Zim targets UAE food export market
Zimbabwe is eyeing expansion of exports of value added agricultural produce as the country takes advantage of trade opportunities in the United Arab Emirates (UAE) to grow the economy, create more jobs, entrench entrepreneurship and sharpen innovation along various agriculture and food value chains.
This comes as the UAE has expressed interest in partnering with Zimbabwe to explore and strengthen agri-business opportunities.
The UAE is a global trade and transit centre for a variety of goods and Africa can ship products to other market destinations via Dubai, which is part of the UAE.
Zimbabwe on the other hand, has vast tracts of arable land, a good climate, huge water resources and skilled manpower.
Dubai has only one percent of arable land and imports most of its agricultural produce. The UAE is also one of the major buyers of Zimbabwean tobacco.
The UAE Zimbabwe Food and Agribusiness Virtual Forum, organised by Dubai Chamber of Commerce and Industry through the international office in Mozambique in partnership with DEAT Capital, DP Word and Dubai Exports, was convened yesterday to explore these opportunities.
The forum was meant to provide a platform for knowledge sharing and collaboration between the two business communities and was in response to the growing interests in Zimbabwe’s public and private stakeholders keen to do business with their UAE counterparts.
Dubai Chamber of Commerce and Industry chairman, Mr Majid Saif Al Ghurair said trade between the UAE and Africa had been increasing from year-to-year from US$490 million in 2011 to US$993 million in 2019.
“There are plenty of opportunities for Zimbabwe and Dubai to grow this. Covid-19 has brought a lot of challenges, but Dubai looks at the other side of challenges and sees opportunities.
“Our relations with Africa, especially Mozambique, has opened our eyes to growing business relations especially on food security,” he said.
Lands, Agriculture, Fisheries, Water and Rural Resettlement Minister Anxious Masuka said Zimbabwe and Dubai should explore and cultivate win-win opportunities for the mutual benefit the two countries.
“Our President, His Excellency Dr E.D. Mnangagwa, led a high-powered delegation to the Global Business Forum Africa 2019 organised by the Dubai Chamber of Commerce and at the invitation of His Highness Sheikh Mohammed bin Rashid Al Maktoum, Vice President and Prime Minister of the United Arab Emirates (UAE), and ruler of the Emirate of Dubai,” he said.
“Our agriculture and food systems transformation strategy aims to increase agricultural output to US$8,2 billion by 2025 and to grow exports to USD$4,2 billion by 2025.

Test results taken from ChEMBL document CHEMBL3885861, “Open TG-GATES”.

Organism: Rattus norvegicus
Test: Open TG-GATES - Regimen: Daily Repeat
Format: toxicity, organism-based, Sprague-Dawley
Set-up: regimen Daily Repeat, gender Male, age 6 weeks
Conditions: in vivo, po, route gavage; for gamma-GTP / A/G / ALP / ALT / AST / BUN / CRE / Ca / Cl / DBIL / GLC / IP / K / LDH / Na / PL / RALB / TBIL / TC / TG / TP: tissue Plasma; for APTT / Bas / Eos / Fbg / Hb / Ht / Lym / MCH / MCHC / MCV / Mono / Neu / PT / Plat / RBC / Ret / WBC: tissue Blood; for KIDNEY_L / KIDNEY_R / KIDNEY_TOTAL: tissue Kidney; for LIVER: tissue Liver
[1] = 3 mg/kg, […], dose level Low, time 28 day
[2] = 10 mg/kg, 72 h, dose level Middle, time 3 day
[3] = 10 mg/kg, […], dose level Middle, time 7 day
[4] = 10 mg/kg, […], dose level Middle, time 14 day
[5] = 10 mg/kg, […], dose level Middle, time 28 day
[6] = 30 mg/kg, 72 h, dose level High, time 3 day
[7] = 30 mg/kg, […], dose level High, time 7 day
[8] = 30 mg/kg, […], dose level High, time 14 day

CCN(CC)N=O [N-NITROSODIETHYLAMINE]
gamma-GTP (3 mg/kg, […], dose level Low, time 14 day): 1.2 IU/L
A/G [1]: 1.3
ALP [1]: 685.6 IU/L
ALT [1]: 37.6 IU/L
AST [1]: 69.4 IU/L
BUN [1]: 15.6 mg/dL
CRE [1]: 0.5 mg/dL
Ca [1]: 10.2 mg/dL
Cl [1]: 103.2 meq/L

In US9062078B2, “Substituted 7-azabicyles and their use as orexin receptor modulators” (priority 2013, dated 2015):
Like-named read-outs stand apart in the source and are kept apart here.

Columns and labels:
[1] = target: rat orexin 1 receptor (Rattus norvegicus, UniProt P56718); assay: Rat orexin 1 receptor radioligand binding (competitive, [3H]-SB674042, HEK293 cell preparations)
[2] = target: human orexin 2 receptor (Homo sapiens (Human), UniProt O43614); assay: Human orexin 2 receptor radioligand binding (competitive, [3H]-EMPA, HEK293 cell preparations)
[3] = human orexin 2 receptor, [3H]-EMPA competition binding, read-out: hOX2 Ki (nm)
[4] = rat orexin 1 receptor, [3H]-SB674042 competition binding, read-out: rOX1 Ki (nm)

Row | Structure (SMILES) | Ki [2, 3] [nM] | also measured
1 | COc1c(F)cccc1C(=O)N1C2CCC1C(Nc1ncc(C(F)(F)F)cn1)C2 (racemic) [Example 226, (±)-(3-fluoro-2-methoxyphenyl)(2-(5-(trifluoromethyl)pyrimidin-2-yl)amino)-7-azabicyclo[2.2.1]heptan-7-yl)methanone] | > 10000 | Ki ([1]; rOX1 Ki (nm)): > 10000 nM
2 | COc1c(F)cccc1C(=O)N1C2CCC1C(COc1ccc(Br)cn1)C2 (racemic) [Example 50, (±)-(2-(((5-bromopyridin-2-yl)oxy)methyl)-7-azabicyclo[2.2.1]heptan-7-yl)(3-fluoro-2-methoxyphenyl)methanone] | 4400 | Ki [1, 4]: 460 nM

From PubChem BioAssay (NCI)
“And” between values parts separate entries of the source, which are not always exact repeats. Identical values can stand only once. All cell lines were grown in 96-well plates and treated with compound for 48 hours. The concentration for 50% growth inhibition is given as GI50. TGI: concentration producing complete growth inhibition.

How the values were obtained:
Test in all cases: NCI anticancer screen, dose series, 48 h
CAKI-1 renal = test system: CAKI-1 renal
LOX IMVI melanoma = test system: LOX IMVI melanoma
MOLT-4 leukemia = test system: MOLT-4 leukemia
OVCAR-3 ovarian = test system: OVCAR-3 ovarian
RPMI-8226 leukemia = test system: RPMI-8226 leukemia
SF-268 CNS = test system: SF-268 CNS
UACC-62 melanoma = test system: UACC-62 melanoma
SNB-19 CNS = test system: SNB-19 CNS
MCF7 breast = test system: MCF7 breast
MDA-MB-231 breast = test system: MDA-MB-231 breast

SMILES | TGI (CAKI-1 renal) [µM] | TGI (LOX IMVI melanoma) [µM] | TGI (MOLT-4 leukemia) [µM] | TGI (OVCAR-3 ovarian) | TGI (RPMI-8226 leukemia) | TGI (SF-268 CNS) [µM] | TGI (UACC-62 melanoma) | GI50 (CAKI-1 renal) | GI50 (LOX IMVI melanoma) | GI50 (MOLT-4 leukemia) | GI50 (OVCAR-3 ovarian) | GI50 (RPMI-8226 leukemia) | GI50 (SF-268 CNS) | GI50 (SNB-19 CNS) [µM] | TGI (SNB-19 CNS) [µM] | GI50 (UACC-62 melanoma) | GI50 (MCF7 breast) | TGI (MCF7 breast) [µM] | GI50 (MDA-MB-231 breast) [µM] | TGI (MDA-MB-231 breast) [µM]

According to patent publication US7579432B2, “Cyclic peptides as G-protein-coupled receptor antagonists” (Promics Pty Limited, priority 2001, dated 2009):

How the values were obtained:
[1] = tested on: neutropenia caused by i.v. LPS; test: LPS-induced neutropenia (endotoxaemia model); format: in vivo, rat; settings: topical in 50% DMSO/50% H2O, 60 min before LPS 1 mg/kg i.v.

“We envisage export growth for flowers, fruits, vegetables and nuts. We also anticipate accelerated exports of tobacco, tea and sugar, among many others. Additionally, we yearn for the export of value-added produce and products,” he said.
Minister Masuka said Zimbabwe was open for business and there were various ease of doing business reforms undertaken in agriculture, for example, through the creation of a One Stop Exports Office which would improve logistics.
Dubai Chambers international offices director, Mr Omar Khan said: “The Dubai Chamber has been on a mission to reconnect Africa. We want to create opportunities for both sides,” he said.
Dubai Exports chief economist, Dr Ali Mahate said they were working on assisting women exporters.
“Women exporters have unique needs that require particular services. We are also encouraging Zimbabwean businesses to reach us to discover what value added products we may offer to the supply chain,” he said.
First Capital Bank chairman Patrick Devenish said Tugwi Mukosi presented a huge opportunity in Zimbabwe for investors due to its massive irrigation capacity.
“There is a huge opportunity for large scale investment to produce wheat, sugarcane and lucerne.
“Zimbabwe is going through a horticultural boom. There is massive production of blue berries.
“The world’s largest producer of passion fruit is Zimbabwean. We also produce the favourite tobacco at between 200 to 250 million kilogrammes,” he said.
He said Zimbabwe had a massive agriculture inputs structure in terms of equipment and machinery.